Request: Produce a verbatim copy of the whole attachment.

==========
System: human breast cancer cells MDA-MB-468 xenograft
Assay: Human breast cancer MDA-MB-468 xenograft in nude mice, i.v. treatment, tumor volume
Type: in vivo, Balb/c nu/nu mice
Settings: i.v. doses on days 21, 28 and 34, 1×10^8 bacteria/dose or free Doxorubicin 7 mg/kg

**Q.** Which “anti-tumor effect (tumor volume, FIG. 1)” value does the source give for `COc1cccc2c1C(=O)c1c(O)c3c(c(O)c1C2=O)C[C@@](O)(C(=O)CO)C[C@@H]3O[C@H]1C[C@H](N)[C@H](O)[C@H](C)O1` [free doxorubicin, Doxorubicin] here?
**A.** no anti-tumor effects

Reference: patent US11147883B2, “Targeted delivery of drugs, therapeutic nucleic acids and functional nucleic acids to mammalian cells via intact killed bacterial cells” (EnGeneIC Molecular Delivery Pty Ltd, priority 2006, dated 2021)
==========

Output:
System: human breast cancer cells MDA-MB-468 xenograft
Assay: Human breast cancer MDA-MB-468 xenograft in nude mice, i.v. treatment, tumor volume
Type: in vivo, Balb/c nu/nu mice
Settings: i.v. doses on days 21, 28 and 34, 1×10^8 bacteria/dose or free Doxorubicin 7 mg/kg

**Q.** Which “anti-tumor effect (tumor volume, FIG. 1)” value does the source give for `COc1cccc2c1C(=O)c1c(O)c3c(c(O)c1C2=O)C[C@@](O)(C(=O)CO)C[C@@H]3O[C@H]1C[C@H](N)[C@H](O)[C@H](C)O1` [free doxorubicin, Doxorubicin] here?
**A.** no anti-tumor effects

Reference: patent US11147883B2, “Targeted delivery of drugs, therapeutic nucleic acids and functional nucleic acids to mammalian cells via intact killed bacterial cells” (EnGeneIC Molecular Delivery Pty Ltd, priority 2006, dated 2021)